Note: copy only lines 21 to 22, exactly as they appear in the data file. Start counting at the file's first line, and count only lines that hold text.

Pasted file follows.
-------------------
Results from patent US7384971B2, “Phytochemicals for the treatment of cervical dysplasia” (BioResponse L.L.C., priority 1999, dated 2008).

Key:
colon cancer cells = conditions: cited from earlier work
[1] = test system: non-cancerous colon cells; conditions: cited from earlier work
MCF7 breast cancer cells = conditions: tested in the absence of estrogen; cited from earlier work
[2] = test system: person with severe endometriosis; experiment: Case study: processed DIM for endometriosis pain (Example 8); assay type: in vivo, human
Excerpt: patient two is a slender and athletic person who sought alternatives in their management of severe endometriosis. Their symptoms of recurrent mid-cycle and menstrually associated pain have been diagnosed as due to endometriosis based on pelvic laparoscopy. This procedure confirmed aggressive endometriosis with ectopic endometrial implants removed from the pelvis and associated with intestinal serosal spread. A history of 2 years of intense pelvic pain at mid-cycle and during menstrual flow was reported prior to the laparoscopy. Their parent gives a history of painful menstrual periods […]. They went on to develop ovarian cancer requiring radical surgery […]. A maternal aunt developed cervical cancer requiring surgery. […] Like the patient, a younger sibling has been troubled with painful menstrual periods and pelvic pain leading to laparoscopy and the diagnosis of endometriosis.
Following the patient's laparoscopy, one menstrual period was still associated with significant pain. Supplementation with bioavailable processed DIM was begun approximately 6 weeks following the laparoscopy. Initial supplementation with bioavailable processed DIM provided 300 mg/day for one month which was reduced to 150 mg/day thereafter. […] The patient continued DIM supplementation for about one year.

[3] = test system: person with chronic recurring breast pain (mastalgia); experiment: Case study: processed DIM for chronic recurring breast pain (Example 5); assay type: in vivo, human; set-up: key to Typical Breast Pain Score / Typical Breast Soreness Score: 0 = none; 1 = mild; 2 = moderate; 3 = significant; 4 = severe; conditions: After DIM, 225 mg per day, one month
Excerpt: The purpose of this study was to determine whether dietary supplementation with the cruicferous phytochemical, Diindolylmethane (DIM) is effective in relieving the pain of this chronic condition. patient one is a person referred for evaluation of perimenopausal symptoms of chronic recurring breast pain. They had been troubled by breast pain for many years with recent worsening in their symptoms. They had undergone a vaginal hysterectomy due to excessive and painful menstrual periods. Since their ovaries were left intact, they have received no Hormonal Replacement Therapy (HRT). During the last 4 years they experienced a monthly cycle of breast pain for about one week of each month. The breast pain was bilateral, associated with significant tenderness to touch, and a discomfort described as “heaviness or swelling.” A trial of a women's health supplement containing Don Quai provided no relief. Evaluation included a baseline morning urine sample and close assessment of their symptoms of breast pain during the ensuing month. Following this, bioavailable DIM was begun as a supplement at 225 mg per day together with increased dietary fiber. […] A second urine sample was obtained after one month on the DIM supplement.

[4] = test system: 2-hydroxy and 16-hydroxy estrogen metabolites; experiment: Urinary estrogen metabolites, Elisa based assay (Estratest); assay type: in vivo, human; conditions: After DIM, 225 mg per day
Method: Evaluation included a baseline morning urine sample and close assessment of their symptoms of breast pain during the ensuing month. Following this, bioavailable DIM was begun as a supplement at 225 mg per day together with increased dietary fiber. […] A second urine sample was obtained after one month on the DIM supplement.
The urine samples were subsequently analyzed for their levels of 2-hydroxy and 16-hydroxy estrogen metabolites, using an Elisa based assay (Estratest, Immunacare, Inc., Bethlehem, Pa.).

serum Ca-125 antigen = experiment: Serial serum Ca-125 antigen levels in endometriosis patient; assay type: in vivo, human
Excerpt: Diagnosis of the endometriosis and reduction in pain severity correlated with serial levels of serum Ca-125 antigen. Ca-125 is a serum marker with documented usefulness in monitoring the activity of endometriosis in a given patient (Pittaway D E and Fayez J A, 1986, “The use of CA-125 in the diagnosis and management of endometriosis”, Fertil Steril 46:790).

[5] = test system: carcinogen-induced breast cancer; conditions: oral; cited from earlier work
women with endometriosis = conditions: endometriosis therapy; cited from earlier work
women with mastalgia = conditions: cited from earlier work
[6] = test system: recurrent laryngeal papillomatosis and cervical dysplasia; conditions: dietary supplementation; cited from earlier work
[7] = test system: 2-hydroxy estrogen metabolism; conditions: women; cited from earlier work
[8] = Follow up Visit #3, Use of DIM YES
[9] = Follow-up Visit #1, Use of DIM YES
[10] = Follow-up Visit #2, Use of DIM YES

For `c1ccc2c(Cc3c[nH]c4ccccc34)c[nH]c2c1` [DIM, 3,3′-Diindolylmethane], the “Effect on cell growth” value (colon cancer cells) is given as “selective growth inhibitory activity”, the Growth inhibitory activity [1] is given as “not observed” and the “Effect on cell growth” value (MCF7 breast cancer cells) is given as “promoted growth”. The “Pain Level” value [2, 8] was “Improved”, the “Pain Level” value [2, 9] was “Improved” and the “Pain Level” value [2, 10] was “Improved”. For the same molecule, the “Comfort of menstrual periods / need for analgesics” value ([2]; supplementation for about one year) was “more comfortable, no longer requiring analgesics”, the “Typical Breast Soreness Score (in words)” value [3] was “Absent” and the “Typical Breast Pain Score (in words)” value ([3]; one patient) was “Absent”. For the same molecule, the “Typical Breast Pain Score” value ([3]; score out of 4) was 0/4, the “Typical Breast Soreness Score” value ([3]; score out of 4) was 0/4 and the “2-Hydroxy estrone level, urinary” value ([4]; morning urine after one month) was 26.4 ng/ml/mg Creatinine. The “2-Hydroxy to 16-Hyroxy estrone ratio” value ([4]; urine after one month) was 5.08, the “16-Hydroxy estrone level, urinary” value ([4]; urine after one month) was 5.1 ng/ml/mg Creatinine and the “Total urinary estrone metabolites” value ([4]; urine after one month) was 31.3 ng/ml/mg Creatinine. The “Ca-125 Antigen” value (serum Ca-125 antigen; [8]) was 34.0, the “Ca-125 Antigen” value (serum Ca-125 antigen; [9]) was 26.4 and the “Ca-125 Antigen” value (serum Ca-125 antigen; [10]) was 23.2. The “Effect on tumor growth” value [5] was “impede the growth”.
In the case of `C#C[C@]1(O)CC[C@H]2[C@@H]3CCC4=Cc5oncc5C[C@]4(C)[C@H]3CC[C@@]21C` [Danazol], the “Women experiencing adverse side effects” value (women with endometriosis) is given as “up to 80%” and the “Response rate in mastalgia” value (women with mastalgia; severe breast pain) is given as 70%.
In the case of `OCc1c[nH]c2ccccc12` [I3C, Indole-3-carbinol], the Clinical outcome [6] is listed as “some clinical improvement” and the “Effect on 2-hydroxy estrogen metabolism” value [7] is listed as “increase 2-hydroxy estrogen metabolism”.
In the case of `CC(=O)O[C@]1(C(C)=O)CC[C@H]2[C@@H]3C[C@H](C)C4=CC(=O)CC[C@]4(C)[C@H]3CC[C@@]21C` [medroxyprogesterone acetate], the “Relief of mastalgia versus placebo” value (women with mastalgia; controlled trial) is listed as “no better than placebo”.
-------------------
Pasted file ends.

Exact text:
[8] = Follow up Visit #3, Use of DIM YES
[9] = Follow-up Visit #1, Use of DIM YES